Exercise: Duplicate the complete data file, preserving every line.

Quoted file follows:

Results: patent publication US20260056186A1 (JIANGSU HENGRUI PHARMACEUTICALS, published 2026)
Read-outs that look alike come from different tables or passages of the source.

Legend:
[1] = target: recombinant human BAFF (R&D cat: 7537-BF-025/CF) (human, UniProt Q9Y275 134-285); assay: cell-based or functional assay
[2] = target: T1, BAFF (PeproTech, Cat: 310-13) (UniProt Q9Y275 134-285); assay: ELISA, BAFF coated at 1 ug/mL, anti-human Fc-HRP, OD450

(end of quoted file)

Results: patent publication US20260056186A1 (JIANGSU HENGRUI PHARMACEUTICALS, published 2026)
Read-outs that look alike come from different tables or passages of the source.

Legend:
[1] = target: recombinant human BAFF (R&D cat: 7537-BF-025/CF) (human, UniProt Q9Y275 134-285); assay: cell-based or functional assay
[2] = target: T1, BAFF (PeproTech, Cat: 310-13) (UniProt Q9Y275 134-285); assay: ELISA, BAFF coated at 1 ug/mL, anti-human Fc-HRP, OD450